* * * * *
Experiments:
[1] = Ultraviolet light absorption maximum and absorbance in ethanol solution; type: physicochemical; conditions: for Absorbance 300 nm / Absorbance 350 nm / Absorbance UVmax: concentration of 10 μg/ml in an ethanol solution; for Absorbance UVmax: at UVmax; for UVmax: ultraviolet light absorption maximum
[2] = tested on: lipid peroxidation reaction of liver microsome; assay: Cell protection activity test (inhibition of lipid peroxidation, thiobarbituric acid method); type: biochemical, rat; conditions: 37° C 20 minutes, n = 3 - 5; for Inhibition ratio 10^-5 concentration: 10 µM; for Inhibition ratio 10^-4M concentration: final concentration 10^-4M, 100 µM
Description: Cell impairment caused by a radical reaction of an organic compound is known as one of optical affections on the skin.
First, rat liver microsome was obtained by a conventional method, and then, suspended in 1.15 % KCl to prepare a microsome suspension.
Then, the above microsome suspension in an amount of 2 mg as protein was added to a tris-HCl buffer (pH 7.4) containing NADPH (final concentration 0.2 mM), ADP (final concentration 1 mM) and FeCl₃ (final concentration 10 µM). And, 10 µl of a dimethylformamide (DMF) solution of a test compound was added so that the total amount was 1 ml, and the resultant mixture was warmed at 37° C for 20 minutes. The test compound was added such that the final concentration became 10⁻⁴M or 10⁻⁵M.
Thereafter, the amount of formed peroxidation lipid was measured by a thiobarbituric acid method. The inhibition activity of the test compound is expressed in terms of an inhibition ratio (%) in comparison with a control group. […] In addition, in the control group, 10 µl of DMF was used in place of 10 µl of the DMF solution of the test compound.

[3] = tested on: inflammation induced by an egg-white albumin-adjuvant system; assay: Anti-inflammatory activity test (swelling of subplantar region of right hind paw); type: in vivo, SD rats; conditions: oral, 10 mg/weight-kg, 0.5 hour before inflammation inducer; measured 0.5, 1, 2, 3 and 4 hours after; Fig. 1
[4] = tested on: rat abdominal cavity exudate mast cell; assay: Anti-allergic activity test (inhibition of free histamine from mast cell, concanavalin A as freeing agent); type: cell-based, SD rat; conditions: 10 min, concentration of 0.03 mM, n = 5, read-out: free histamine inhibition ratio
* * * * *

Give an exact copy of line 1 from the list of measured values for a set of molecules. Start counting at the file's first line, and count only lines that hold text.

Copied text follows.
Experiments: